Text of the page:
Canadian church leaders want to do something about that word "ecumenical." It is bandied about at conferences, in sermons, and wherever religion is discussed, but its full application to modern church life is hard to pin down.
Representatives of no fewer than 11 religious denominations are to tackle the subject at a consultation to be held at Whitby, just east of Toronto. They hope to arrive at a consensus and so clarify the understanding of the Canadian Council of Churches as to the basic nature of its work, or, for that matter, any groups seeking to cooperate in Christian action.
For several years, but more particularly since Pope John XXIII opened ecclesiastical doors that had been closed for centuries to non-Roman Catholics, the so-called ecumenical movement has forged ahead by leaps and bounds.
Churches the world over are aiming at Christian unity and, within the limitations of social action, have achieved remarkable success. The World Council of Churches, now embracing virtually all communions with the exception of the Roman Catholic Church and a number of fundamentalist groups, exemplifies the Christian social conscience at work through its unified activities seeking to improve social conditions in the world's emerging countries.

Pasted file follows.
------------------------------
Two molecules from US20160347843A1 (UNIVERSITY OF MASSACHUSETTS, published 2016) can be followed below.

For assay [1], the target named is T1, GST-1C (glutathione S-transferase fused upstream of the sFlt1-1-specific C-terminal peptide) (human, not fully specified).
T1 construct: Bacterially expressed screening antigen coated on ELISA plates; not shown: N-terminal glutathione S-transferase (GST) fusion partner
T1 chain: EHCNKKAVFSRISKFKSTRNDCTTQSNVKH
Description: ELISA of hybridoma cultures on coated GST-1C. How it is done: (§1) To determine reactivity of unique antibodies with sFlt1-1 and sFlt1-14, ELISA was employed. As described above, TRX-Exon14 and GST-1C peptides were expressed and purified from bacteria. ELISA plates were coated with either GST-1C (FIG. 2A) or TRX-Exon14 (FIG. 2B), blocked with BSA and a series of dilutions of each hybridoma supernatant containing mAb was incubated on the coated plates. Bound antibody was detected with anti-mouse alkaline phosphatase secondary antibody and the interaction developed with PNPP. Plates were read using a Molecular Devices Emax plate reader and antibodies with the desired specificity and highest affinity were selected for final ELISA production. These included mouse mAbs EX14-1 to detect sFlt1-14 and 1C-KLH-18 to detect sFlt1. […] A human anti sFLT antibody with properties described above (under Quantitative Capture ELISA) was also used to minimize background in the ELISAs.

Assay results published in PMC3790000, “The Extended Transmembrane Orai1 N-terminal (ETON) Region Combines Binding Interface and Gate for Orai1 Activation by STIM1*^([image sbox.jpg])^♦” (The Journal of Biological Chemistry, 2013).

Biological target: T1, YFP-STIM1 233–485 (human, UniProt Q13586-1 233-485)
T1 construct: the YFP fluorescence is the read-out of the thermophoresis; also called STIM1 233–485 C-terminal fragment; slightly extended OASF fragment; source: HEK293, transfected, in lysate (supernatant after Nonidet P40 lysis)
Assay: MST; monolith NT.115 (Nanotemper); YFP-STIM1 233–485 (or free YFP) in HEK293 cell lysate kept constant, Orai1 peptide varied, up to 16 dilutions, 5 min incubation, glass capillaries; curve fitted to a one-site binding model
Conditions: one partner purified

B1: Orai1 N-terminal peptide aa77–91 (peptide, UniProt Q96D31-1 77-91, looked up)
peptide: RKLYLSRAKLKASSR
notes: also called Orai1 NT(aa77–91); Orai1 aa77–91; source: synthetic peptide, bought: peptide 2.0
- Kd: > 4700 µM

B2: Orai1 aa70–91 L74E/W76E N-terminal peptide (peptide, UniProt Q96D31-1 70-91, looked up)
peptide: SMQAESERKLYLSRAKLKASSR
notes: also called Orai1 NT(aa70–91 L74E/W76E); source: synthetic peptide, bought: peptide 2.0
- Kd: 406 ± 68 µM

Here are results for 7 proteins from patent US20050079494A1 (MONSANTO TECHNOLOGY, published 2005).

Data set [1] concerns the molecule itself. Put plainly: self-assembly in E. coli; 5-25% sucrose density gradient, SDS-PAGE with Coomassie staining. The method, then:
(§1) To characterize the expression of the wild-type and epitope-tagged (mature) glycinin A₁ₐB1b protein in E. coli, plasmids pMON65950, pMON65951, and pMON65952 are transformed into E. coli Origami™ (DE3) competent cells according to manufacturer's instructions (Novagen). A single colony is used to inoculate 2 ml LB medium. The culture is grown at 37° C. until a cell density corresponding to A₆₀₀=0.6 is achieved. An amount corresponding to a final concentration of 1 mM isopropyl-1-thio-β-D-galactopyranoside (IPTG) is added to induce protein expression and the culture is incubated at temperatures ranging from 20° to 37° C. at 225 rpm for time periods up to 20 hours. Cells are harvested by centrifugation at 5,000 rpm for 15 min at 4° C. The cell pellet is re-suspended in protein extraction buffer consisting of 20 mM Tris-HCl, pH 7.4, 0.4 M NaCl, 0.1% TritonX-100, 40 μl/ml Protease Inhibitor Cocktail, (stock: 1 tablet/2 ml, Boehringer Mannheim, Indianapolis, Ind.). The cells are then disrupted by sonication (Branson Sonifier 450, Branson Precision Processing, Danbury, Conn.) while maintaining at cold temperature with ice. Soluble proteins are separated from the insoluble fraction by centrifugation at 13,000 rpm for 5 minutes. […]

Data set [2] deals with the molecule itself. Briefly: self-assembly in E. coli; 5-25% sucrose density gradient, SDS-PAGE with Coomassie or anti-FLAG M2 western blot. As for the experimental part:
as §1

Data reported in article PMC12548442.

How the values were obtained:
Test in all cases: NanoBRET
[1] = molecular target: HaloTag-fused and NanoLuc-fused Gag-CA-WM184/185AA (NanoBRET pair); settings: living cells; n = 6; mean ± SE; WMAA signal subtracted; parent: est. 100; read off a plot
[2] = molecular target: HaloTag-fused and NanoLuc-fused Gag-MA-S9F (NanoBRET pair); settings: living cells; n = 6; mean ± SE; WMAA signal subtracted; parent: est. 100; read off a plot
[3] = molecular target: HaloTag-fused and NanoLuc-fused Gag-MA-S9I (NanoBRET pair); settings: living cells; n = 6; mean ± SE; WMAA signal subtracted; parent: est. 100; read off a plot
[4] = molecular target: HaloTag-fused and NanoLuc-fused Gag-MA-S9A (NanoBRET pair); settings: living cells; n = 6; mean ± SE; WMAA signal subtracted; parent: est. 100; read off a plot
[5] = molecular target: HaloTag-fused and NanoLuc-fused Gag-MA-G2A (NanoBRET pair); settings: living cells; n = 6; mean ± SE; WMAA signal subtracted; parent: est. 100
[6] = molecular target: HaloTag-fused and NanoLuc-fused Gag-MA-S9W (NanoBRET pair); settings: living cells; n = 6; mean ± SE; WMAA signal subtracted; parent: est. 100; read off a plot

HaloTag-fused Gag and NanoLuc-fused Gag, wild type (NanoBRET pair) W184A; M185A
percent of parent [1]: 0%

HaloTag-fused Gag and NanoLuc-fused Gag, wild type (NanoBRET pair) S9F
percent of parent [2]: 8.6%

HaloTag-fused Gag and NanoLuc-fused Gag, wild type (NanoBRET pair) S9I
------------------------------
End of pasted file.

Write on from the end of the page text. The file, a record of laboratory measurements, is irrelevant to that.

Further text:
In Canada inter-church cooperation in social welfare, stewardship, communications and education has shown marked progress in an ecumenical framework. Only recently radio broadcasting activities of the Anglican Church of Canada, the Roman Catholic Church and the United Church of Canada have been correlated with a member of the United Church as coordinator.
But in the theological sphere the ecumenical nut is harder to crack.
It is true that inter-denominational rivalries and prejudices are in the process of being broken down. Roman Catholic priests frequently participate in non-Roman Catholic services of a non-sacramental nature, pulpit exchanges between clergy of various denominations no longer cause raised eyebrows. Dialogue now is an everyday word in religious parlance.
However, the idea of universality or unity underlying ecumenicity, derived from the Greek work oikoumenikos (the inhabited earth), does not come easy for theologians in their quest for church union. A breakthrough has been achieved by the Anglican and United Churches which have adopted principles of union, but the general commission now busy on the task of translating principles into an organizational structure uniting the churches will find the nature of the church, its ministry and other theological factors tough obstacles to surmount.
The forthcoming consultation to be held under the auspices of the Ecumenical Institute of Canada may be productive of some interesting guidelines for "ecumenists." Delegates will include representatives of the United, Anglican, Roman Catholic, Baptist, Presbyterian, Lutheran, Orthodox, Disciples and Evangelical United Brethren Churches, the Salvation Army and the Society of Friends.